PPPs are arrangements between the public and private sectors for the delivery of public infrastructure and/or public services by the private sector that would otherwise have been provided through traditional public sector procurement. The procurement of infrastructure projects via PPP involves a tendering process, whereby consortia are invited to Design, Build, Finance, Maintain and Operate a particular piece of public infrastructure. The consortium, which must be in a position to secure private debt financing and private equity to support its bid, is also subject to an extensive financial due diligence process by the private funding providers prior to loan approval.
As a consequence of this financial structure, the impact of the infrastructure investment on the General Government Balance is gradual rather than up-front, thereby allowing the Government cost of financing infrastructure to be spread over the lifetime of the asset. The Public Private Partnership (PPP) process involves a large element of up-front funding by the private sector. The €115m referred to in the July 2012 Stimulus Package announcement is the public sector's best estimate of what it could cost the private sector to deliver the PPP bundles. This indented €115m is not public funding which can be allocated to the direct-build capital programme.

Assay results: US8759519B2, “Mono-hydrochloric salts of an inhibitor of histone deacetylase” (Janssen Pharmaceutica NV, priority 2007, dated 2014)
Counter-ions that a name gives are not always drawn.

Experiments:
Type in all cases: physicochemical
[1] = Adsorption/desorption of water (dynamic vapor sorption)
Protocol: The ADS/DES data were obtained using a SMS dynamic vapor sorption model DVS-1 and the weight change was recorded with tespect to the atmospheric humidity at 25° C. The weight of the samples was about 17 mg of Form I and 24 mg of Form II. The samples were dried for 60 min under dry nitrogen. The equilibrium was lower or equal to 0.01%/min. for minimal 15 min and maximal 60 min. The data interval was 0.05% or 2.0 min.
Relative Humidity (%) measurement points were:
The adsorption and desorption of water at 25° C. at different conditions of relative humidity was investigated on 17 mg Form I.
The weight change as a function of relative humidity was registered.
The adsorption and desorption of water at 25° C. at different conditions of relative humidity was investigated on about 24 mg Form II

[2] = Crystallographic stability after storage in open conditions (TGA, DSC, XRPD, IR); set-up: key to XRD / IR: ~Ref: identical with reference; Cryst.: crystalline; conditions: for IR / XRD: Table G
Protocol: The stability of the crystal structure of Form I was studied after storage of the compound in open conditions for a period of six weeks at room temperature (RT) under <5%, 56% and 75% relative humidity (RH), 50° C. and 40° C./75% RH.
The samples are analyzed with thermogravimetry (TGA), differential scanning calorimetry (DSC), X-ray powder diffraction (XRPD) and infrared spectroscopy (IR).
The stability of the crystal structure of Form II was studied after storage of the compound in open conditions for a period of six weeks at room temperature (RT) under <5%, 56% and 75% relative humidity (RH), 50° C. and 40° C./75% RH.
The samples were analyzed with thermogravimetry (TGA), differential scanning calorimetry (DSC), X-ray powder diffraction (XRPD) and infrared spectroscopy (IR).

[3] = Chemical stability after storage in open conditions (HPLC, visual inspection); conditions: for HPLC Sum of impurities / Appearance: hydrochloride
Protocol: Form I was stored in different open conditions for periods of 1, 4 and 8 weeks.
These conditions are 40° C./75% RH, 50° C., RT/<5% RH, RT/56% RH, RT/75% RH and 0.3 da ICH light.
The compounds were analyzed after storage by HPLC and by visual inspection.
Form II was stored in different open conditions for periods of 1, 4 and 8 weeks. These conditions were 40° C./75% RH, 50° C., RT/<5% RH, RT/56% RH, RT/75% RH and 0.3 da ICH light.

The delivery of primary care infrastructure is a dynamic process and must take account of changing circumstances including the feasibility of implementing the delivery of the centres by means of lease, direct- build or PPP. GP engagement and agreement to deliver primary care services from primary care centres is central to delivery of the necessary infrastructure. Regardless of the method of delivery or deprivation ranking, locations cannot be progressed unless there is committed GP engagement.